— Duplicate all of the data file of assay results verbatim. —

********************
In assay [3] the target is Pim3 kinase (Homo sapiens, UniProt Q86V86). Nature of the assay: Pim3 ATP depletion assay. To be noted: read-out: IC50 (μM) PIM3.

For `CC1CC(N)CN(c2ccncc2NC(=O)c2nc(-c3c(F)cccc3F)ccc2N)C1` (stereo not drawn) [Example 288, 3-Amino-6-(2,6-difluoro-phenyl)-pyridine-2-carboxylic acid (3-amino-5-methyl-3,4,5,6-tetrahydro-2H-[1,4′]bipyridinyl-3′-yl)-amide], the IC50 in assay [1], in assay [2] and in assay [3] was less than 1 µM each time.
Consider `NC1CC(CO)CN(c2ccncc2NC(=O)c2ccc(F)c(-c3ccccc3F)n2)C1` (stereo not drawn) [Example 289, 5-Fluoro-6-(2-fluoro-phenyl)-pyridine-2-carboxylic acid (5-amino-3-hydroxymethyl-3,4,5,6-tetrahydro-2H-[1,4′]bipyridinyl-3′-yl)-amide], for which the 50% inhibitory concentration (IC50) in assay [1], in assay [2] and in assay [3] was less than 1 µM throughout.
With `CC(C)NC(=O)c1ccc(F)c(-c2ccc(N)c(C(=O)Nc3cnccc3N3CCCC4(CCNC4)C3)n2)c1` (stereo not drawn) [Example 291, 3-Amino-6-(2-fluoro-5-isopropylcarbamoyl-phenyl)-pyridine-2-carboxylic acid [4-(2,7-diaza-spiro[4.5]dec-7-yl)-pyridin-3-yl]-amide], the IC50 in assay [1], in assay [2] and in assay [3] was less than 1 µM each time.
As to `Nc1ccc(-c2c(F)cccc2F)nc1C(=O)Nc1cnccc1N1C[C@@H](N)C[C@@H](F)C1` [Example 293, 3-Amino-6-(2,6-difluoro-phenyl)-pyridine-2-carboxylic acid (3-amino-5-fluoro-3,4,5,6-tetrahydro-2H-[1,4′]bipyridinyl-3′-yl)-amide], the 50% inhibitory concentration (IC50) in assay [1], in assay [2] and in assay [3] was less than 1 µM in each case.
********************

In assay [3] the target is Pim3 kinase (Homo sapiens, UniProt Q86V86). Nature of the assay: Pim3 ATP depletion assay. To be noted: read-out: IC50 (μM) PIM3.

For `CC1CC(N)CN(c2ccncc2NC(=O)c2nc(-c3c(F)cccc3F)ccc2N)C1` (stereo not drawn) [Example 288, 3-Amino-6-(2,6-difluoro-phenyl)-pyridine-2-carboxylic acid (3-amino-5-methyl-3,4,5,6-tetrahydro-2H-[1,4′]bipyridinyl-3′-yl)-amide], the IC50 in assay [1], in assay [2] and in assay [3] was less than 1 µM each time.
Consider `NC1CC(CO)CN(c2ccncc2NC(=O)c2ccc(F)c(-c3ccccc3F)n2)C1` (stereo not drawn) [Example 289, 5-Fluoro-6-(2-fluoro-phenyl)-pyridine-2-carboxylic acid (5-amino-3-hydroxymethyl-3,4,5,6-tetrahydro-2H-[1,4′]bipyridinyl-3′-yl)-amide], for which the 50% inhibitory concentration (IC50) in assay [1], in assay [2] and in assay [3] was less than 1 µM throughout.
With `CC(C)NC(=O)c1ccc(F)c(-c2ccc(N)c(C(=O)Nc3cnccc3N3CCCC4(CCNC4)C3)n2)c1` (stereo not drawn) [Example 291, 3-Amino-6-(2-fluoro-5-isopropylcarbamoyl-phenyl)-pyridine-2-carboxylic acid [4-(2,7-diaza-spiro[4.5]dec-7-yl)-pyridin-3-yl]-amide], the IC50 in assay [1], in assay [2] and in assay [3] was less than 1 µM each time.
As to `Nc1ccc(-c2c(F)cccc2F)nc1C(=O)Nc1cnccc1N1C[C@@H](N)C[C@@H](F)C1` [Example 293, 3-Amino-6-(2,6-difluoro-phenyl)-pyridine-2-carboxylic acid (3-amino-5-fluoro-3,4,5,6-tetrahydro-2H-[1,4′]bipyridinyl-3′-yl)-amide], the 50% inhibitory concentration (IC50) in assay [1], in assay [2] and in assay [3] was less than 1 µM in each case.